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Meyer Sound Fills Federation Square Inside and Out


"We had a great deal of glass to contend with, and the beam configuration of the cabinets allowed us to focus the sound right were we wanted it."

- Shane Cannon,
Rutledge Engineering

Designed to provide Melbourne, Australia, with a unifying public space, Federation Square is a landmark destination, built over a major railway yard and linking the city's central business district to its riverfront. The city-block-sized development combines open spaces with innovative architecture housing museums, offices, restaurants, shops, and performance venues. A major public/private venture, the site is projected to draw some six million visitors a year, many of whom will come for events such as concerts, lectures, and impromptu performances. To ensure a level of production quality that will keep these visitors coming back, the Square's management recently invested in sound systems from Meyer Sound for their two most important presentation spaces.

The heart of Federation Square is the square itself, a sloping, sandstone-paved, irregularly-shaped plaza surrounded by raised planter beds, restaurants, cafes and bars. With a capacity of 10,000, the square features a Barco DLite LED screen for large-screen video and offers casual seating for outdoor performances, exhibitions, and outdoor viewing of events such as the Rugby World Cup.

"The square has Friday night jazz bands, mobile radio broadcasts, multimedia art demonstrations, exhibitions, and New Years Eve celebrations," says Matt Edgcumbe, who was project manager for the sound system installations by Rutledge Engineering of Northcote, Victoria. The setting, however, was not designed with acoustics in mind. "The speakers are directed towards buildings with some harsh surfaces," he says, so CQ-1 wide coverage loudspeakers were placed halfway down the plaza to enhance direct-field sound at the rear.

The square's main cluster is made up of three M2D compact curvilinear array loudspeakers and an M2D-Sub compact subwoofer. "The cluster is as close as practicable to the Barco," Edgcumbe says. "The cabinets are not necessarily set up as a line array, because the required vertical angle of dispersion is quite small. There is nowhere forward of the stage to fly the cluster from, so one of the main requirements was to project sound over the top of the stage without causing feedback."

Sound from the mains is complemented by six UPM-1P ultra-compact wide coverage loudspeakers installed within two galvanized poles. "These speakers," Edgcumbe says, "are primarily intended to provide ambient sound in the plaza using the audio tracks of the video or multimedia material showing on the LED screen."

Rutledge's Shane Cannon, who handled system sales on the project, says Meyer Sound loudspeakers were favored by sound consultants Marshall Day Acoustics for their reliability and resistance to the elements. "We took the weather-proofing option," he explains, "as some of the boxes are in the direct weather." Cannon adds that Meyer Sound loudspeakers also offered the perfect solution for the physical requirements in the plaza setting. "The Meyers were a great choice because they provide a lot of punch in such a small enclosure, which could be located within the center of the poles. And the combination of the pole delay stacks and the front-of-house cluster delivers great overall sound."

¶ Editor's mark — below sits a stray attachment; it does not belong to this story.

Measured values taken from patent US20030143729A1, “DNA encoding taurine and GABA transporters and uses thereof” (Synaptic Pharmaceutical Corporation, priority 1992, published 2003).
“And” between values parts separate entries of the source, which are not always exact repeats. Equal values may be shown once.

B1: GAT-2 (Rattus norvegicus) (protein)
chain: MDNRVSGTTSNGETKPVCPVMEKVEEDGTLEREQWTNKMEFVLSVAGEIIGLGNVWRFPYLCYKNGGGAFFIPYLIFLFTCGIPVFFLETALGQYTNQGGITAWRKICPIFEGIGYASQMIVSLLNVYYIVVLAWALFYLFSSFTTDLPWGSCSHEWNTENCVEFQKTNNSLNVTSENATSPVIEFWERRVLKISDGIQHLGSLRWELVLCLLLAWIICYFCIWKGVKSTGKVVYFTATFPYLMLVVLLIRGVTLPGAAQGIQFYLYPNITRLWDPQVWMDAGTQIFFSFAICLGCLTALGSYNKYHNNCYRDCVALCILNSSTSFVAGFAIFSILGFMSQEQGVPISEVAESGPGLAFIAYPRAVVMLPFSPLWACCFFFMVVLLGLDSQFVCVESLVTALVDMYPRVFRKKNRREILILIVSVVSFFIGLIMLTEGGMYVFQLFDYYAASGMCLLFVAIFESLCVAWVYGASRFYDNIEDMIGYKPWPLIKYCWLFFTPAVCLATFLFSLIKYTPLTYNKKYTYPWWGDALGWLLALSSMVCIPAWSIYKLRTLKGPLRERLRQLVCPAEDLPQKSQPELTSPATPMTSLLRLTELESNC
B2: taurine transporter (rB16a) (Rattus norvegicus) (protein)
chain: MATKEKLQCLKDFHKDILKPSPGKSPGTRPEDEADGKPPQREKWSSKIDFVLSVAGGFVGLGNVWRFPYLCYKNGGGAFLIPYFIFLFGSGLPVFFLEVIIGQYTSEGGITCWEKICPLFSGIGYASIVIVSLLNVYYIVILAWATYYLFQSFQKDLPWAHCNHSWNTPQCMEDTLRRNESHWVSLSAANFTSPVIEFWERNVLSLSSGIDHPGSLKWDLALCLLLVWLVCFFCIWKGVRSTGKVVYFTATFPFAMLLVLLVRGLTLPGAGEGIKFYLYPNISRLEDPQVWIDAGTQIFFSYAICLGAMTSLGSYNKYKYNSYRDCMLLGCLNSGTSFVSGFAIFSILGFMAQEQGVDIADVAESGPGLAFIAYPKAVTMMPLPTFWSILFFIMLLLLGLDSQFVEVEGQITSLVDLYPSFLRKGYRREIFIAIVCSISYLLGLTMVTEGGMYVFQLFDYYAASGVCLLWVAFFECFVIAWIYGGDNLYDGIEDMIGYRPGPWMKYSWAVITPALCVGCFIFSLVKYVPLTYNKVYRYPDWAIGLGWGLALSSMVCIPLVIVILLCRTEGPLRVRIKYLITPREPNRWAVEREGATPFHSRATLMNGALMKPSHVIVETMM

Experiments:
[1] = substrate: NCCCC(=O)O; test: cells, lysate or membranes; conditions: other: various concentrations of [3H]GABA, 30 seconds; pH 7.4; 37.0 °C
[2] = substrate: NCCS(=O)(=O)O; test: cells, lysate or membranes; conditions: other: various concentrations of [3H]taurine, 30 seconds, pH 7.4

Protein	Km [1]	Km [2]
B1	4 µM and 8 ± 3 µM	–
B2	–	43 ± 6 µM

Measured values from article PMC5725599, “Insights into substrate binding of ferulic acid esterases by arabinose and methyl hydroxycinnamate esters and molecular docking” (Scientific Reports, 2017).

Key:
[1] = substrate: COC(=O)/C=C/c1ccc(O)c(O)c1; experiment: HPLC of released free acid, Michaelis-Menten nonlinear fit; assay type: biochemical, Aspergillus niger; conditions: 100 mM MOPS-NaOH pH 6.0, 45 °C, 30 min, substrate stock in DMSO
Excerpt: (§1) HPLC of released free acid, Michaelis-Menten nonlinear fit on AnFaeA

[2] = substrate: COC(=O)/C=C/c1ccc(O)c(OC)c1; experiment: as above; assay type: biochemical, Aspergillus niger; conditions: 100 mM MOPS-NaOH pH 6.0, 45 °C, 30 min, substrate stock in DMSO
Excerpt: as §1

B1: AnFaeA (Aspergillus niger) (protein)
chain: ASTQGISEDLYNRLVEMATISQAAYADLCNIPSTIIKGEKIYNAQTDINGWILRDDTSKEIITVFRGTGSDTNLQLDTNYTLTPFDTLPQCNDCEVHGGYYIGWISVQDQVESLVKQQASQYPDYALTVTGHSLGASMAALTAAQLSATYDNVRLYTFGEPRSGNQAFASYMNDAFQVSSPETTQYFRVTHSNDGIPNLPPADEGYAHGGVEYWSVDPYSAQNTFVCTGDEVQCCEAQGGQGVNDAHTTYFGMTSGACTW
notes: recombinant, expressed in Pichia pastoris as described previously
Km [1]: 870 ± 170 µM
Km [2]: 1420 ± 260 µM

The installed system in the square can be supplemented by portable Meyer Sound loudspeaker elements on an as-needed basis. "Two UPA-2P compact narrow coverage loudspeakers can be used on stands for fill close to the stage," Edgcumbe says, "and there are also two UPM-1Ps for foldback." The same pieces can also be used in Federation Square's other venue, the BMW Edge. An indoor amphitheater seating from 290 to 450, BMW Edge is situated at the river end of the Atrium, a galleria-like structure made of glass, steel and zinc. BMW Edge is designed for music, small- to medium-scale theater and cabaret, comedy, talks, and presentations including product launches.

The glass structure posed a challenge in terms of rigging. "There were limited rigging points due to the barasol paneled ceiling," Edgcumbe says. "So we had an adapter bar manufactured to attach to Meyer Sound's MTG-2D top grid. This enabled us to drop cable slings through the narrow joins in the ceiling to pick up the grid, while still allowing some azimuth adjustment of the cluster."

With glass on three sides, Edgcumbe says, "it was important to direct the sound at the audience as accurately as possible. So we flew two M2Ds and an M2D-Sub on either side of the stage. They were selected because of their tight directional characteristics."

Cannon adds that the boxes were not used in a line array configuration, but as high-end cabinets. "This gave us scope to focus the sound given the speaker pattern and box characteristics. We had a great deal of glass to contend with, and the beam configuration of the cabinets allowed us to focus the sound right were we wanted it."

September, 2003







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